We’re in full production on a project that we’ll be talking so much more about in a few weeks, but for now, we’ll show you a little sumpn’ we know you’d dig…
We love it when a plan comes together. In this case, we had heard photographer Dylan Maddux was back in Sucker Free for a few weeks from his perch in Cambodia. We also knew we wanted to shoot Tyler Pullen‘s grey ’54 Chebby (the original customer told TP that he wanted the coupe painted grey, so Tyler did what you see above). On top of that, we got the chance to work with Olivia Dantes. And when Tyler said he’d bring us to this secret location, we knew we had something good on our hands.
Now, we had heard about an abandoned warehouse in the San Francisco Bay Area that doubles as a graff nation historical landmark years ago, but we never gave it much thought. So, when Tyler told us that he’d taken a few of his bitchin’ customs to a certain warehouse that was all tagged up, we were ALL IN.
In Japan, there’s a temple that features a long hall with the full bodysuit-tattooed skins of its long-gone members framed on its walls. Point is, there’s a long history of buildings that feature the art of the cultures they were built amid over the course of human history and this one is no different.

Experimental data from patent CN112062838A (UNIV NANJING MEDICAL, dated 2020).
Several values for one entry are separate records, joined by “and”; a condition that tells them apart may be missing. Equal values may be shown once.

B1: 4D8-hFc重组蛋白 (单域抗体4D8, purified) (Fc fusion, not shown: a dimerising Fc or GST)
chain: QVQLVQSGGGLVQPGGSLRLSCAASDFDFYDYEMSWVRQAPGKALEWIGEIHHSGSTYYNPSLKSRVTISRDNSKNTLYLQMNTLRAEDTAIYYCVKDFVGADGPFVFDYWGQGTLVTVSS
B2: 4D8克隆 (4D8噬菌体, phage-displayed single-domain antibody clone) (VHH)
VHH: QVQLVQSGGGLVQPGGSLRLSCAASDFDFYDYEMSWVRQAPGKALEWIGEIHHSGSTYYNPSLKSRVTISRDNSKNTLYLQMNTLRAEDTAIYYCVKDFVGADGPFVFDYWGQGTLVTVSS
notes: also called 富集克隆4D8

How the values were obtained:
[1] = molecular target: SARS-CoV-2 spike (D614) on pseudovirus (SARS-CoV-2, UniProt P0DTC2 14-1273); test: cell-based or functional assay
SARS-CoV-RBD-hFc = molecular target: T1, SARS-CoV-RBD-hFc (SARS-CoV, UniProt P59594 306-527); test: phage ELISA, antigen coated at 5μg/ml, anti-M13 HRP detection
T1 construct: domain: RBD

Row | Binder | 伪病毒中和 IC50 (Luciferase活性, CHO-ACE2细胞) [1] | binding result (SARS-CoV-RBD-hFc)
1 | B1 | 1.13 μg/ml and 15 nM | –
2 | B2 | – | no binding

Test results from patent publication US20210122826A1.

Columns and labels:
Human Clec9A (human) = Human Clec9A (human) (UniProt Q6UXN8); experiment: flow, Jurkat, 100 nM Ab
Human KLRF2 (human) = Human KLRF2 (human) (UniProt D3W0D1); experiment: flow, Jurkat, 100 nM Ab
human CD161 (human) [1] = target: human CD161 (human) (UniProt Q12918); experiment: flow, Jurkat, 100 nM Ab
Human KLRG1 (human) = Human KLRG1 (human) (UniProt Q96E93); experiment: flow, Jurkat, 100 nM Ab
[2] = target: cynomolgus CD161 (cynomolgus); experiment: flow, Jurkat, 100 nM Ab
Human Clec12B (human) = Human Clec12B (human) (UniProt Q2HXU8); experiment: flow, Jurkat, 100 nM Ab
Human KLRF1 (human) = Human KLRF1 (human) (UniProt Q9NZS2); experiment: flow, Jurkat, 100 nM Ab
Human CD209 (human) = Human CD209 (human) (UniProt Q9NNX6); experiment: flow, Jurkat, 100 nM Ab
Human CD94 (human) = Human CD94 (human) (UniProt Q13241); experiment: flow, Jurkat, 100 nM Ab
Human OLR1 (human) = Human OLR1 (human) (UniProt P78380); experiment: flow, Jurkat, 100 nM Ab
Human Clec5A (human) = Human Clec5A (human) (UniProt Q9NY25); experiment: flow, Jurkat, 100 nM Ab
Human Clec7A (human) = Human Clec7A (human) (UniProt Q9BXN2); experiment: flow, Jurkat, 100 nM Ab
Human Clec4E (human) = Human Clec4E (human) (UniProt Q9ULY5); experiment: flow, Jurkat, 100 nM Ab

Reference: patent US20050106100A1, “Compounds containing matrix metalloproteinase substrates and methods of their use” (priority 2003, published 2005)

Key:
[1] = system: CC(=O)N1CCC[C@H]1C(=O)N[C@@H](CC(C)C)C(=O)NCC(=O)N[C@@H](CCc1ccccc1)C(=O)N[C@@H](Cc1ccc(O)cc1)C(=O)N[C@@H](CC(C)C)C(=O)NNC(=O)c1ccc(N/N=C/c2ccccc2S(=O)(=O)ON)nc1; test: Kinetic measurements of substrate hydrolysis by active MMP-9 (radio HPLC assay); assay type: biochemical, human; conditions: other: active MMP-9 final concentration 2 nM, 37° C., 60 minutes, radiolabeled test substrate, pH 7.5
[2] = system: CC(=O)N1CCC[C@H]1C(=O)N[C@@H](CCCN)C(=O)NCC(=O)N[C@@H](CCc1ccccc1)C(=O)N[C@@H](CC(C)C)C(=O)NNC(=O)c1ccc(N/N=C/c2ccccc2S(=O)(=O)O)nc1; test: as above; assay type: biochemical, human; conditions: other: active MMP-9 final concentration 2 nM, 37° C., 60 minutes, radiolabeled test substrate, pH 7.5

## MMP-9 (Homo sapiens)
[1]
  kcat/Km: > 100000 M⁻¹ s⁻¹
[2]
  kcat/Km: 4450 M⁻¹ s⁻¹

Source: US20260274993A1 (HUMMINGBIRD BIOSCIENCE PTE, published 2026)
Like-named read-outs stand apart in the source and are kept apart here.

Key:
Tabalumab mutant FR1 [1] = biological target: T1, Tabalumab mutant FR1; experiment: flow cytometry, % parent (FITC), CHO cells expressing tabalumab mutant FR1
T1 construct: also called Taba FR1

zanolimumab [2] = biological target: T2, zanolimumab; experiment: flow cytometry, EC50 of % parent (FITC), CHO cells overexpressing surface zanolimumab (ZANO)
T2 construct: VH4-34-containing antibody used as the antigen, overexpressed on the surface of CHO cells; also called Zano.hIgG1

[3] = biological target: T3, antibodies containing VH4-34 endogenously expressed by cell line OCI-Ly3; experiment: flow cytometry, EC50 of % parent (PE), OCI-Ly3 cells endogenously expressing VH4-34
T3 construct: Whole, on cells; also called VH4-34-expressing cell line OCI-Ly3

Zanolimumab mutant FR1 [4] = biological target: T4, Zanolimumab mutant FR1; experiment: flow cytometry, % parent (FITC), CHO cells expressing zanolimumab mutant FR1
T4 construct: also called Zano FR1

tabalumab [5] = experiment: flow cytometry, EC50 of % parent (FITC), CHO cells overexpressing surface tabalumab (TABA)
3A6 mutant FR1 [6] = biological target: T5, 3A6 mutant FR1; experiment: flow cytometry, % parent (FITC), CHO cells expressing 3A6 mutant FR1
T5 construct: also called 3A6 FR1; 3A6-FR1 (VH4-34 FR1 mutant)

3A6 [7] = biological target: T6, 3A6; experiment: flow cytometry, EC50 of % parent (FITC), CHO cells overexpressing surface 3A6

While Dylan was shooting, we found tags dated back as far as the early Eighties – which, if you think about it, ain’t really all that long ago…but we’re talking about modern urban graffiti, here. Those early (in graff nation terms) tags were created in the first days of Hip Hop, when artists – musical and otherwise – weren’t given the respect they command these days, in the light of classic roots history. They probably had no idea that, 30 years later, Adidas would run multi-million dollar spots during the VMAs on cable TV featuring RUN DMC as old men, still rocking the early, crude Hip Hop aesthetics as retro-cool to kids who can’t imagine a world with pagers and 30 D cell battery-powered ghetto blasters or without Instagram or video screens hanging from the ceilings of their moms’ minivans.
But, here we were, just amazed by the sheer volume of art on nearly every square inch of the interior of this long-abandoned warehouse – and not only that, but the decades of undisturbed art history. Sure, the taggers who found out we were there were far from enthused by our presence, but fuck it – Tyler’s work is no less important and, in the spirit of truly free art, has just as much right to temporarily occupy this hallowed, underground space. We all bleed for our art – whether it’s 200 hours of painstakingly masked and measured panels on a ’54 Chevy or hanging 200 feet above a concrete floor to reach virgin rafter space with an aerosol can. It’s all art and this shit is important.
More stories to come…